Field-scale cleanup of atrazine and cyanazine contaminated soil with a combined chemical-biological approach

M. Waria, S. D. Comfort, H. Boparai, S. Onanong, D. D. Snow, D. A. Cassada, T. Satapanajaru, C. Harris

Research output: Contribution to journalArticle

11 Scopus citations

Abstract

A former agrichemical dealership in western Nebraska was suspected of having contaminated soil. Our objective was to characterize and remediate the contaminated site by a combined chemical-biological approach. This was accomplished by creating contour maps of the on-site contamination, placing the top 60 cm of contaminated soil in windrows and mixing with a mechanical high-speed mixer. Homogenized soil containing both atrazine [6-chloro-N-ethyl- N′-isopropyl-1,3,5-triazine-2,4-diamine] and cyanazine {2-[[4-chloro-6-(ethylamino)-1,3,5-triazin-2-yl] amino]-2-methylpropanenitrile} was then used in laboratory investigations to determine optimum treatments for pesticide destruction. Iron suspension experiments verified that zerovalent iron (Fe0) plus ferrous sulfate (FeSO4·7H2O) removed more than 90% of both atrazine and cyanazine within 14 d. Liquid chromatography/mass spectrometry (LC/MS) analysis of the atrazine solution after treating with Fe0 and ferrous sulfate identified several degradation products commonly associated with biodegradation (i.e., deethlyatrazine (DEA), deisopropylatrazine (DIA), hydroxyatrazine (HA), and ammelines). Biological treatment evaluated emulsified soybean [Glycine max (L.) Merr.] oil (EOS) as a carbon source to stimulate biodegradation in static soil microcosms. Combining emulsified soybean oil with the chemical amendments resulted in higher destruction efficiencies (80-85%) and reduced the percentage of FeSO4 needed. This chemical-biological treatment (Fe0 + FeSO4 + EOS, EOS Remediation, Raleigh, NC) was then applied with water to 275 m 3 of contaminated soil in the field. Windrows were tightly covered with clear plastic to increase soil temperature and maintain soil water content. Temporal sampling (0-342 d) revealed atrazine and cyanazine concentrations decreased by 79 to 91%. These results provide evidence that a combined chemical-biological approach can be used for on-site, field-scale treatment of pesticide-contaminated soil.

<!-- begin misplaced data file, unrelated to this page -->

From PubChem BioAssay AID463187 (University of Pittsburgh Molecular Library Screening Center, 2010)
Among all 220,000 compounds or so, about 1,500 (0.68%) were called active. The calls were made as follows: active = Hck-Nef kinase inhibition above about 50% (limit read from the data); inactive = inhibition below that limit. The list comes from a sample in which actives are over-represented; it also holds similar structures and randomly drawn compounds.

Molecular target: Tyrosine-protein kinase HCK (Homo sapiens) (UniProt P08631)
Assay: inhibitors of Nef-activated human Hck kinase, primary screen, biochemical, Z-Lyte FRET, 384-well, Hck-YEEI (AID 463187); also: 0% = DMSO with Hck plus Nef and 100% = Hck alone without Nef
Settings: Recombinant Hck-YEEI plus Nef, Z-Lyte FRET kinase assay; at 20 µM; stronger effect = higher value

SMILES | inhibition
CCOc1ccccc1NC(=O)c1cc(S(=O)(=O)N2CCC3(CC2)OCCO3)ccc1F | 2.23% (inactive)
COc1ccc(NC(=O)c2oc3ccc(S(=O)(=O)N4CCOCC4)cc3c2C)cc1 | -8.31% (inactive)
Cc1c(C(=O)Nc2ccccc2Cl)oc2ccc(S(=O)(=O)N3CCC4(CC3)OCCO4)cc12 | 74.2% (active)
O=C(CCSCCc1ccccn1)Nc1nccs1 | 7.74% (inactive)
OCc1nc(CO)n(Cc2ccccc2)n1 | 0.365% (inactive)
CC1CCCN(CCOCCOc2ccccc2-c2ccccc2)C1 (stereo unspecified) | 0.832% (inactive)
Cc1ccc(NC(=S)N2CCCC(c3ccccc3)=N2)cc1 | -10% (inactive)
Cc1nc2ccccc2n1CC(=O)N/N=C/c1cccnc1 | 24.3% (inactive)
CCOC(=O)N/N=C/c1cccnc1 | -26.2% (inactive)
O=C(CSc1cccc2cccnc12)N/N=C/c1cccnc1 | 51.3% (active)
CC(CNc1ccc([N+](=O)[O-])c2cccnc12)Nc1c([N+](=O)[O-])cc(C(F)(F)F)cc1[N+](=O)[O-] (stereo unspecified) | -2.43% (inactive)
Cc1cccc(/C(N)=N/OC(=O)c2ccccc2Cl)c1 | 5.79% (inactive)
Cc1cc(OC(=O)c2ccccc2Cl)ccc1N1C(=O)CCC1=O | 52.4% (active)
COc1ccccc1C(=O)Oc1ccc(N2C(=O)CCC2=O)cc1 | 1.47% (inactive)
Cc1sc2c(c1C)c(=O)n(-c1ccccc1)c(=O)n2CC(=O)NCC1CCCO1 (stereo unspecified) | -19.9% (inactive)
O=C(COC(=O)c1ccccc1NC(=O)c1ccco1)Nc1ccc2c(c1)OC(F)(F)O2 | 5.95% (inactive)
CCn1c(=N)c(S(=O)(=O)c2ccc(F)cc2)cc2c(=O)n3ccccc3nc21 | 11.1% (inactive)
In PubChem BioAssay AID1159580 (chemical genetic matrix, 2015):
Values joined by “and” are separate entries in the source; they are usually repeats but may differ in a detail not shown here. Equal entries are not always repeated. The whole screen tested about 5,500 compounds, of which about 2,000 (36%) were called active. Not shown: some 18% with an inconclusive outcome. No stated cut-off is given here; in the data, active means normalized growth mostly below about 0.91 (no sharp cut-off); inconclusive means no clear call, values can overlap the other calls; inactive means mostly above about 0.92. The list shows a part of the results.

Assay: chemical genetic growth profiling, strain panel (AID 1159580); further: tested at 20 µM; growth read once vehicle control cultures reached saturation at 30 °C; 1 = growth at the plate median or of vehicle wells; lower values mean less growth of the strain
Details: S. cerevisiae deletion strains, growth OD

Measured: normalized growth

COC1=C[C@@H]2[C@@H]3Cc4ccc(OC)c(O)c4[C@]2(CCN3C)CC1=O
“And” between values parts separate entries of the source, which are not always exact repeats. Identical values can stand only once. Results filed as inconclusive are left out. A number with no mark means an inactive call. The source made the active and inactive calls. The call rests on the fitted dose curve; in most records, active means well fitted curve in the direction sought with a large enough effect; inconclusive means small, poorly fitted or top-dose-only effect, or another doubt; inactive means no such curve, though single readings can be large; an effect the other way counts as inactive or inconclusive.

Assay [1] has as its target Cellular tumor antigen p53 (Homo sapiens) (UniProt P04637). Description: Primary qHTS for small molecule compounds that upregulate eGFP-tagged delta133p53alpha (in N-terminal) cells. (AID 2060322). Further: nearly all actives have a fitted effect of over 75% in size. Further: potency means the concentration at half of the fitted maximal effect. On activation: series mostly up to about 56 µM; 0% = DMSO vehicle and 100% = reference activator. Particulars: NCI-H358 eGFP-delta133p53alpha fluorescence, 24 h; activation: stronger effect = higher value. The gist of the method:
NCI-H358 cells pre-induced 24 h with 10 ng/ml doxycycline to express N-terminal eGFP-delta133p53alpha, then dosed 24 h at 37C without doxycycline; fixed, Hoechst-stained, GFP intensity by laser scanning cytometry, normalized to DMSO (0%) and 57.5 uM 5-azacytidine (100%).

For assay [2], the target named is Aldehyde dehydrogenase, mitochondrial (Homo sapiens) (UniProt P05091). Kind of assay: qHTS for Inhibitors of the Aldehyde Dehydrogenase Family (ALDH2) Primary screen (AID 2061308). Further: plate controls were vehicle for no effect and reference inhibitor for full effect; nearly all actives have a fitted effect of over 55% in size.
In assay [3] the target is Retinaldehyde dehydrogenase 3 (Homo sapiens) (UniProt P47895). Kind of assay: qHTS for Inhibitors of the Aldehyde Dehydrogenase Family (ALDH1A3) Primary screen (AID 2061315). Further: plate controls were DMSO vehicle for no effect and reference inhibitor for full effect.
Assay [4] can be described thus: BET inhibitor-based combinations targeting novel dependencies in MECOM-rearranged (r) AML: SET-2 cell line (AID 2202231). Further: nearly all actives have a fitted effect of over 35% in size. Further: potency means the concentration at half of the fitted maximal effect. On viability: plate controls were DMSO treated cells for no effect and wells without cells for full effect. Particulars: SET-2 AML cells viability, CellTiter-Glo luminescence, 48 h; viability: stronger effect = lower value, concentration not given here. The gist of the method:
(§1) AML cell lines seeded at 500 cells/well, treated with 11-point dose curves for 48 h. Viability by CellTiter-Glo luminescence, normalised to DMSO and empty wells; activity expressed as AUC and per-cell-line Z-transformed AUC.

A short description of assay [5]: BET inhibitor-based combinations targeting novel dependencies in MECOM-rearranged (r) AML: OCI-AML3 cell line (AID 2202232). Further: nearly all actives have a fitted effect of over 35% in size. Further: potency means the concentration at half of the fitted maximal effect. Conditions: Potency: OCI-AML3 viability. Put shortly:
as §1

Original languageEnglish (US)
Pages (from-to)1803-1811
Number of pages9
JournalJournal of Environmental Quality
Volume38
Issue number5
DOIs
StatePublished - Sep 1 2009

ASJC Scopus subject areas

  • Environmental Engineering
  • Water Science and Technology
  • Waste Management and Disposal
  • Pollution
  • Management, Monitoring, Policy and Law

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